Wilson contends that rights exist without tradition or government. Rather than create those rights, a “wise and good” government ensures their total protection:
“In a state of natural liberty, every one is allowed to act according to his own inclination, provided he transgress not those limits, which are assigned to him by the law of nature: in a state of civil liberty, he is allowed to act according to his inclination, provided he transgress not those limits, which are assigned to him by the municipal law. True it is, that, by the municipal law, some things may be prohibited, which are not prohibited by the law of nature: but equally true it is, that, under a government which is wise and good, every citizen will gain more liberty than he can lose by these prohibitions. He will gain more by the limitation of other men’s freedom, than he can lose by the diminution of his own. He will gain more by the enlarged and undisturbed exercise of his natural liberty in innumerable instances, than he can lose by the restriction of it in a few.”
In contrast, he takes Burke’s view of rights to its natural conclusion.
“man is not only made for, but made by the government: he is nothing but what the society frames: he can claim nothing but what the society provides. His natural state and his natural rights are withdrawn altogether from notice.”
He writes further that “rights result from the natural state of man; from that situation, in which he would find himself, if no civil government was instituted.”
In other words, government does not need to exist for men to assert their rights. Property rights exist irrespective of governance.
Wilson concludes the essay by noting that in many ancient societies, including Rome and Greece, infanticide was a legally permitted practice on those considered weak or infirm.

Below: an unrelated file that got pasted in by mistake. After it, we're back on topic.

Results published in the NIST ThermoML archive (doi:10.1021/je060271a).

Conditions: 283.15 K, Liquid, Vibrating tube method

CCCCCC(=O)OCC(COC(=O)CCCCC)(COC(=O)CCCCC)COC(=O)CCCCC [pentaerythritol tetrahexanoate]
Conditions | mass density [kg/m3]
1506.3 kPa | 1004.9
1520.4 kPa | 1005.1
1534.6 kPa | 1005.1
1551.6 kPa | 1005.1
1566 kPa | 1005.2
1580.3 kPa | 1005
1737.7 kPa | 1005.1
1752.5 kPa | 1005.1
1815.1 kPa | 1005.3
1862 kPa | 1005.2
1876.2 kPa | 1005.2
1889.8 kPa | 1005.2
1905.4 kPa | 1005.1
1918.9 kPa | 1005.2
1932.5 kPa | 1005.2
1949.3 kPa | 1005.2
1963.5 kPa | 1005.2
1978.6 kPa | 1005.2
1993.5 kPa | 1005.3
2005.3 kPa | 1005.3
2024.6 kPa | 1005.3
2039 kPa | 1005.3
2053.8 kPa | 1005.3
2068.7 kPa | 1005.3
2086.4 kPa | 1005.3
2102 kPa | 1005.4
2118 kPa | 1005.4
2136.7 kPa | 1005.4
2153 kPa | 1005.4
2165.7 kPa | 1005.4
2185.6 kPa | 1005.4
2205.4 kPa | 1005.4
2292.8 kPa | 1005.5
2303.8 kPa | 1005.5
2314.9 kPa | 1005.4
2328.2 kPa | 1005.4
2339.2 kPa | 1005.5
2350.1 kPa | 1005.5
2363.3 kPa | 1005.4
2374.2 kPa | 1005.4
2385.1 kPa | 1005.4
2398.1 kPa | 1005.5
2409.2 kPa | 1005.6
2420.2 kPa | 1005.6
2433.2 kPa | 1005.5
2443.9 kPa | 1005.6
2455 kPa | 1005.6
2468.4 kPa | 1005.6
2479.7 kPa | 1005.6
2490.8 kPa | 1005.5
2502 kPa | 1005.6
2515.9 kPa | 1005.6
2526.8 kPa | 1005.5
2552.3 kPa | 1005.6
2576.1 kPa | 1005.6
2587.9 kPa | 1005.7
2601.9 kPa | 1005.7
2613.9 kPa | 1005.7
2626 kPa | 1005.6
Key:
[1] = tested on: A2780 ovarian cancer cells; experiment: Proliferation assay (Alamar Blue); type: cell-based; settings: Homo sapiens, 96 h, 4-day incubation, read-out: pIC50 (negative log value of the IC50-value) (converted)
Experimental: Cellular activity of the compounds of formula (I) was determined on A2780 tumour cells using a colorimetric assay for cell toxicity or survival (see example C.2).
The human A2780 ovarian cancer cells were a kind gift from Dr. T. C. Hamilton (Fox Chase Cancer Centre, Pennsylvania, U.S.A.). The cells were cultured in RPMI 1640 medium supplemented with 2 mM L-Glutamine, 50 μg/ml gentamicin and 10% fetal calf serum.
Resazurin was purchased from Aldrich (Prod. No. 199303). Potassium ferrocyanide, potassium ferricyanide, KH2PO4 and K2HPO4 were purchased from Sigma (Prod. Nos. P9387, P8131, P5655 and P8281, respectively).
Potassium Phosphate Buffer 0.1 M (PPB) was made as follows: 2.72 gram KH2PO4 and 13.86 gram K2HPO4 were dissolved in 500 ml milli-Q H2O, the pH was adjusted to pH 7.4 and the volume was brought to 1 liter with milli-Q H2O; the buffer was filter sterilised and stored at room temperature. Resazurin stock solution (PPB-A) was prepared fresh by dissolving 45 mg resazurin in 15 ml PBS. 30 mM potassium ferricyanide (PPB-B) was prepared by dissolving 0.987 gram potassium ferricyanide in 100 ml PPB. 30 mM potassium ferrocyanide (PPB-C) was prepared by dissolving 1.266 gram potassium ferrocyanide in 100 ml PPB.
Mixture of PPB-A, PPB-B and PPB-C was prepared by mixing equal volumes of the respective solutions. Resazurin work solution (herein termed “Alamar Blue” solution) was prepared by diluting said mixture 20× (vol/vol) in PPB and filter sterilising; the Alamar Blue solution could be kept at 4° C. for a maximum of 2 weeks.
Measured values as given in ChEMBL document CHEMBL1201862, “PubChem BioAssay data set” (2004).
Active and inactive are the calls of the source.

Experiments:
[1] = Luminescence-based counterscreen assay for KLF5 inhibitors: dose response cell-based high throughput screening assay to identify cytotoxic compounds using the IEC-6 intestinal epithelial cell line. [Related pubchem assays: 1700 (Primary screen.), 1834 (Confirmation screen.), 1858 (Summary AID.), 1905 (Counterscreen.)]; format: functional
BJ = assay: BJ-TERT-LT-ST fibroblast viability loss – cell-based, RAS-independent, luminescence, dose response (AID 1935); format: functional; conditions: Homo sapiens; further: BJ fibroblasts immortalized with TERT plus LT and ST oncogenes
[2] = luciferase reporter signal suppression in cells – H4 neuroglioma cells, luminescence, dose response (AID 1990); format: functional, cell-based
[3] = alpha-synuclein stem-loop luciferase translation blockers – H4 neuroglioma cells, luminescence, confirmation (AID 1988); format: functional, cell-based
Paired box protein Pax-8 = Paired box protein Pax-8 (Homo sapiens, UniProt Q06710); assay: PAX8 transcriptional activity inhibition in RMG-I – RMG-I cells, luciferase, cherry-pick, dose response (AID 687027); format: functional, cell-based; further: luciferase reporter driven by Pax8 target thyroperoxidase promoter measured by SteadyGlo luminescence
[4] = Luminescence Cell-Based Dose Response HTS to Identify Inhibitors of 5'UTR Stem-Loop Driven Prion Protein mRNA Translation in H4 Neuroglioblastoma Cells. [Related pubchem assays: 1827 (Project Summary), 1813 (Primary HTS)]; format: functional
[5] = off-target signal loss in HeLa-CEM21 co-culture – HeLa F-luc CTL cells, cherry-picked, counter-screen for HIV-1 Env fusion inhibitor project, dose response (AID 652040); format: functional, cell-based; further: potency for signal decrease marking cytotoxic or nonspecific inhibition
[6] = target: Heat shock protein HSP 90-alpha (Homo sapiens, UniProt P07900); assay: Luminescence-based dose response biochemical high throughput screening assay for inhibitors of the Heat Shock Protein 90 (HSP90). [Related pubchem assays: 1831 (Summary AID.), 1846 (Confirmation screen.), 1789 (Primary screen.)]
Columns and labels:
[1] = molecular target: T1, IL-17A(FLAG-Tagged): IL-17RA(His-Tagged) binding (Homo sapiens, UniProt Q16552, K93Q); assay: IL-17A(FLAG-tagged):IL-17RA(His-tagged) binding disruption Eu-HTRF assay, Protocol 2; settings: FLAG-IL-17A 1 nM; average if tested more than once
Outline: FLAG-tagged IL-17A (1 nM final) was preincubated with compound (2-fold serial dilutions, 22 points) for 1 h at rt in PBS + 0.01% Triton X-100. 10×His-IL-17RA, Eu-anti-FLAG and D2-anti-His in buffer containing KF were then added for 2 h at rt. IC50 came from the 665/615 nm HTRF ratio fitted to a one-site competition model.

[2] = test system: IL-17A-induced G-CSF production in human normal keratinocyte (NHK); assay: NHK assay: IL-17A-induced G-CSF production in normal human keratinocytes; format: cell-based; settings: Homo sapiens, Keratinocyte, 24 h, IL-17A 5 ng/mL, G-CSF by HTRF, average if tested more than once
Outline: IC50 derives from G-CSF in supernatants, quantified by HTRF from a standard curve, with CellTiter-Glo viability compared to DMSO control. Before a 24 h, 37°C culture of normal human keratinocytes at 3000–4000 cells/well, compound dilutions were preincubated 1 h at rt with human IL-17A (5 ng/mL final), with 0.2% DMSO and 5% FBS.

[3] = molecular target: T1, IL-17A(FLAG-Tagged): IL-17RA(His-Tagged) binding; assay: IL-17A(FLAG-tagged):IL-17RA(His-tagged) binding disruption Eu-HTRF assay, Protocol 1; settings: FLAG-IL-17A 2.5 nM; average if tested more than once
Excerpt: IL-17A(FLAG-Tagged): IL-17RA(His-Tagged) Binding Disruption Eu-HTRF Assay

However, among the tribal Germanic, labeled “barbarians” due to their lack of civil order, killing infants was considered “a most flagitious crime.” Paraphrasing the Roman historian Tacitus, Wilson observes that “good manners have more power, than good laws have over other nations. This shows that, in his time, the restraints of law began to be imposed on this unnatural practice; but that its inveteracy had rendered them still inefficacious.”
Put differently, the rights of those infants were recognized, despite the lack of a civil order.
Whether those specific historical claims are true or not, Wilson’s point remains. An infant, or an adult for that matter, has a right to live whether the land they’re on at the moment is in a “civil order.”
The implications are also clear of Burke’s beliefs: if a government bestows rights, then it can take them away, and man exists for the government rather than the other way around.
One can believe this, as Burke did. But it raises the question of how Burke could also argue that men can give up liberties to secure others if those freedoms are not theirs to give in the first place.
As Wilson put it, “a man has a natural right to his property, to his character, to liberty, and to safety.”